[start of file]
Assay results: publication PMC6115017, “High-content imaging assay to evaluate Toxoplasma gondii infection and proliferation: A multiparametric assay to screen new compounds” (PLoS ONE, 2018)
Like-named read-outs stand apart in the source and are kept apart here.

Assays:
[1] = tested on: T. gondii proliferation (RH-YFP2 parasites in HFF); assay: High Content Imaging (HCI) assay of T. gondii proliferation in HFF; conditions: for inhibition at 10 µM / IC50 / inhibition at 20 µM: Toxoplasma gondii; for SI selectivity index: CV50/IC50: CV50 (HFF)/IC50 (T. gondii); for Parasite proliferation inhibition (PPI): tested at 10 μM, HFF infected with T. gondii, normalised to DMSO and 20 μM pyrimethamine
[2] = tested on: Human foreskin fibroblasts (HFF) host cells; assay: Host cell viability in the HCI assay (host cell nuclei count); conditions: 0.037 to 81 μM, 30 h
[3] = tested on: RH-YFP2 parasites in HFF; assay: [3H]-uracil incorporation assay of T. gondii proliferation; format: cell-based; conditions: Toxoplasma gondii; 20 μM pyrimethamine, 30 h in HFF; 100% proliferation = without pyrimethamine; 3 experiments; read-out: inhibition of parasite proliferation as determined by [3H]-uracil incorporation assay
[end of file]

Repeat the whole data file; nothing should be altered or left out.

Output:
Assay results: publication PMC6115017, “High-content imaging assay to evaluate Toxoplasma gondii infection and proliferation: A multiparametric assay to screen new compounds” (PLoS ONE, 2018)
Like-named read-outs stand apart in the source and are kept apart here.

Assays:
[1] = tested on: T. gondii proliferation (RH-YFP2 parasites in HFF); assay: High Content Imaging (HCI) assay of T. gondii proliferation in HFF; conditions: for inhibition at 10 µM / IC50 / inhibition at 20 µM: Toxoplasma gondii; for SI selectivity index: CV50/IC50: CV50 (HFF)/IC50 (T. gondii); for Parasite proliferation inhibition (PPI): tested at 10 μM, HFF infected with T. gondii, normalised to DMSO and 20 μM pyrimethamine
[2] = tested on: Human foreskin fibroblasts (HFF) host cells; assay: Host cell viability in the HCI assay (host cell nuclei count); conditions: 0.037 to 81 μM, 30 h
[3] = tested on: RH-YFP2 parasites in HFF; assay: [3H]-uracil incorporation assay of T. gondii proliferation; format: cell-based; conditions: Toxoplasma gondii; 20 μM pyrimethamine, 30 h in HFF; 100% proliferation = without pyrimethamine; 3 experiments; read-out: inhibition of parasite proliferation as determined by [3H]-uracil incorporation assay